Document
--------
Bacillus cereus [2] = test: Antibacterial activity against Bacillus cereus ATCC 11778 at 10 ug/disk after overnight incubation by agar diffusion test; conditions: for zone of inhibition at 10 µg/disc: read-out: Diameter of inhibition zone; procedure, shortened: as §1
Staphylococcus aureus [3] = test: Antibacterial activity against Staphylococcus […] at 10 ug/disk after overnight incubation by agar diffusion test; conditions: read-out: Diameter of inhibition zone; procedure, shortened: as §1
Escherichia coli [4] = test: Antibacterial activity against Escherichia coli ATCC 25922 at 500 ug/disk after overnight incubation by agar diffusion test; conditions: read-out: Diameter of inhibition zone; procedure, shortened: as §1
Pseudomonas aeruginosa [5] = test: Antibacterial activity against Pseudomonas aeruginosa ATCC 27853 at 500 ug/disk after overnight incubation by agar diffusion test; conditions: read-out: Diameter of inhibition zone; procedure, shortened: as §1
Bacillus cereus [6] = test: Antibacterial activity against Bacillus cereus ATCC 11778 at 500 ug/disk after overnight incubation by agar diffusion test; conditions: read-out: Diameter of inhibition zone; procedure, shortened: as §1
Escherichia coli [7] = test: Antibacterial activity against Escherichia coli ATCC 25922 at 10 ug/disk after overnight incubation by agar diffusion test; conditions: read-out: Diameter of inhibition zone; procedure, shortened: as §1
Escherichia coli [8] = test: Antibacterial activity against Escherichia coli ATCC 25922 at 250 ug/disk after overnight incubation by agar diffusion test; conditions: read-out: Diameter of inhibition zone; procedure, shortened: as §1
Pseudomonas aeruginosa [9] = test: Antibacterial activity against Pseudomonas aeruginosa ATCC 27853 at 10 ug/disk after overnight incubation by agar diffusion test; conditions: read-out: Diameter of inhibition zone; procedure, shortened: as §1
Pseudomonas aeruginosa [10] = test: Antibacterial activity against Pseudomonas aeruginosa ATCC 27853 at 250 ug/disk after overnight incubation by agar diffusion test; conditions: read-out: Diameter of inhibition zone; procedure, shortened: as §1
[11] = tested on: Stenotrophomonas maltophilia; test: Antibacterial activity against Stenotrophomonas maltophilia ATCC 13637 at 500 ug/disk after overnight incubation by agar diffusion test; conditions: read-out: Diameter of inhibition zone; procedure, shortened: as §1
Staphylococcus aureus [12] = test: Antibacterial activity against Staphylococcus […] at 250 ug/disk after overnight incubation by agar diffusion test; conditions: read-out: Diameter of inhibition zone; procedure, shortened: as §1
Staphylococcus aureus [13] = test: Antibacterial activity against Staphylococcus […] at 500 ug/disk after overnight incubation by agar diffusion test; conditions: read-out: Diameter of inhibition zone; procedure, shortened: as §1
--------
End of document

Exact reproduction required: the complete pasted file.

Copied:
Bacillus cereus [2] = test: Antibacterial activity against Bacillus cereus ATCC 11778 at 10 ug/disk after overnight incubation by agar diffusion test; conditions: for zone of inhibition at 10 µg/disc: read-out: Diameter of inhibition zone; procedure, shortened: as §1
Staphylococcus aureus [3] = test: Antibacterial activity against Staphylococcus […] at 10 ug/disk after overnight incubation by agar diffusion test; conditions: read-out: Diameter of inhibition zone; procedure, shortened: as §1
Escherichia coli [4] = test: Antibacterial activity against Escherichia coli ATCC 25922 at 500 ug/disk after overnight incubation by agar diffusion test; conditions: read-out: Diameter of inhibition zone; procedure, shortened: as §1
Pseudomonas aeruginosa [5] = test: Antibacterial activity against Pseudomonas aeruginosa ATCC 27853 at 500 ug/disk after overnight incubation by agar diffusion test; conditions: read-out: Diameter of inhibition zone; procedure, shortened: as §1
Bacillus cereus [6] = test: Antibacterial activity against Bacillus cereus ATCC 11778 at 500 ug/disk after overnight incubation by agar diffusion test; conditions: read-out: Diameter of inhibition zone; procedure, shortened: as §1
Escherichia coli [7] = test: Antibacterial activity against Escherichia coli ATCC 25922 at 10 ug/disk after overnight incubation by agar diffusion test; conditions: read-out: Diameter of inhibition zone; procedure, shortened: as §1
Escherichia coli [8] = test: Antibacterial activity against Escherichia coli ATCC 25922 at 250 ug/disk after overnight incubation by agar diffusion test; conditions: read-out: Diameter of inhibition zone; procedure, shortened: as §1
Pseudomonas aeruginosa [9] = test: Antibacterial activity against Pseudomonas aeruginosa ATCC 27853 at 10 ug/disk after overnight incubation by agar diffusion test; conditions: read-out: Diameter of inhibition zone; procedure, shortened: as §1
Pseudomonas aeruginosa [10] = test: Antibacterial activity against Pseudomonas aeruginosa ATCC 27853 at 250 ug/disk after overnight incubation by agar diffusion test; conditions: read-out: Diameter of inhibition zone; procedure, shortened: as §1
[11] = tested on: Stenotrophomonas maltophilia; test: Antibacterial activity against Stenotrophomonas maltophilia ATCC 13637 at 500 ug/disk after overnight incubation by agar diffusion test; conditions: read-out: Diameter of inhibition zone; procedure, shortened: as §1
Staphylococcus aureus [12] = test: Antibacterial activity against Staphylococcus […] at 250 ug/disk after overnight incubation by agar diffusion test; conditions: read-out: Diameter of inhibition zone; procedure, shortened: as §1
Staphylococcus aureus [13] = test: Antibacterial activity against Staphylococcus […] at 500 ug/disk after overnight incubation by agar diffusion test; conditions: read-out: Diameter of inhibition zone; procedure, shortened: as §1